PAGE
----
Presidential aspirant and former spy chief, Lt Gen Henry Tumukunde has on Saturday said that if opposition lines up a joint candidate in the 2021 elections, he will be ready to support that chosen candidate.
Appearing on BBS TV, Tumukunde noted that the joint opposition candidate doesn’t need to be him.
“If opposition sits down and endorses a joint opposition candidate, I am ready to stand behind him. I repeat, if we all agree and endorse a joint opposition candidate, I will stand behind him. I want it to be on record,” he said.
“Even if that candidate is not me. Yesterday, today and tomorrow, I will be ready,” he added.
Asked why most of the high profile presidential aspirants hail from one region of the country, Tumukunde controversially replied, “let me ask you, why is it that all those who don’t want the presidency are from one region? All of them don’t want to hear about the presidency. They come from the same region which is not far from you,” he told the program host.
Tumukunde had earlier hinted on some powerful names in Buganda including Buganda Kingdom Premier Charles Peter Mayiga and Apollo Makubuya.
On the issue of why he kept on getting military promotions despite his differences with the Commander in Chief, President Museveni, Tumukunde said he was hatching a plan that would convince Museveni to retire him from the military.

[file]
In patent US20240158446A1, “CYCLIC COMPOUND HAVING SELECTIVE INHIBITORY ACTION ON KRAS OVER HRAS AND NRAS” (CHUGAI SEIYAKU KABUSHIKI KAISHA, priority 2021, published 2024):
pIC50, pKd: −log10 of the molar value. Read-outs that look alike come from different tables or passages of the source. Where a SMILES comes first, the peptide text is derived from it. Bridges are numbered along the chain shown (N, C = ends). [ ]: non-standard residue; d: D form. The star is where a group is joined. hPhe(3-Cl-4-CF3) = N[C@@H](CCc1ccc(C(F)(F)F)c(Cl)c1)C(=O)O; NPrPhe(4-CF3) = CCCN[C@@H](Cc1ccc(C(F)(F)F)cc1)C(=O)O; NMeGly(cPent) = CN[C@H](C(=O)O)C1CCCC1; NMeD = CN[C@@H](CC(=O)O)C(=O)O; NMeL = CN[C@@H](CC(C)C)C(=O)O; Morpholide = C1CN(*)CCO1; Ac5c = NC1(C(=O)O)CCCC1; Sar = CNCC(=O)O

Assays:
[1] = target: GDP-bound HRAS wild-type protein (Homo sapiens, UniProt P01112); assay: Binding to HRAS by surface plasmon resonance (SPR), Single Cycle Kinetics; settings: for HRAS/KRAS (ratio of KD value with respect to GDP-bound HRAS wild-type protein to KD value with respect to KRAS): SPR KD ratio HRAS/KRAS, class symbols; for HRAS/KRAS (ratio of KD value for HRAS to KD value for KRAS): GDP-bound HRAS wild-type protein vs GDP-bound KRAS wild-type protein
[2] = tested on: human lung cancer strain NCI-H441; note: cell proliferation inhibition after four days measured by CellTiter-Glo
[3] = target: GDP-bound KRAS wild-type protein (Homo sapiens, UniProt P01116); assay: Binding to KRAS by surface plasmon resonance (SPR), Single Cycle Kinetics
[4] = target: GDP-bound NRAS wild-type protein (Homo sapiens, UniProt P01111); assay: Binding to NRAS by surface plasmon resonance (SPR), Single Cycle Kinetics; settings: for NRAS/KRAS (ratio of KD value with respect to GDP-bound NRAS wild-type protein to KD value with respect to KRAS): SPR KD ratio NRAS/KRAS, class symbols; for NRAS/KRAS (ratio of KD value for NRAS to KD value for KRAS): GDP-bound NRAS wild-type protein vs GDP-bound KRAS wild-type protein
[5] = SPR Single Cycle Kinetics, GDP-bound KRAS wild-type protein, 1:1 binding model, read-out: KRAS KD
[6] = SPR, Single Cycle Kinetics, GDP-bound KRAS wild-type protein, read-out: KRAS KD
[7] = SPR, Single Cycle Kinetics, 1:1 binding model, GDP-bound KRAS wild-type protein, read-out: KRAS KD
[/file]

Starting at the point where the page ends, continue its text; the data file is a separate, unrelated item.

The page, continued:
In 2005, Tumukunde, then Brigadier, and Col Fred Bogere as army representatives in Parliament were in the spotlight for refusing to vote in favor of the controversial legislation that lifted the presidential term limits which made President Museveni continue leading Uganda.
Tumukunde was asked why he kept on getting military promotions until he was retired at the rank of Lieutenant General and appointed Minister and yet Bogere remained on the rank of Colonel and thrown out of Parliament.
In response, Tumukunde said, “I was hatching a plan to be retired from the army. Col Bogere is alive and I don’t want to speak for him. I was jailed, Col Bogere was not. We said the same thing.”
Meanwhile, Tumukunde doubted the credibility of the Electoral Commission saying that decisions made at the Commission are not independent.
He was referring to the Electoral Commission’s Friday pronouncement that “candidates may organise/ hold regulated campaign meetings” contrary to previous guideline that all campaign rallies are banned in a bid to contain the spread of COVID-19 pandemic.
“I ask myself, who makes these decisions. I thought it should be Parliament to amend the laws. If you are a candidate and you make decisions for elections, 1980 is here again,” he said.
It was in 1980 when President Museveni, then under Uganda Patriotic Movement (UPM) political party lost an election won by Dr Apollo Milton Obote of Uganda People’s Congress (UPC) in which Museveni was not contented with the outcome of the vote that he took up arms and waged a guerilla war against Obote’s government.
Museveni captured power in 1986.
Tumukunde said that people must protect their vote and warned that failure to do so, they will continue getting similar results, putting Museveni in the lead.
“If you tell them (people) to go to COVID-19 lockdown for 2 months, they are ready, if you tell them to guard their election, they say, how do I gain?” Tumukunde posed.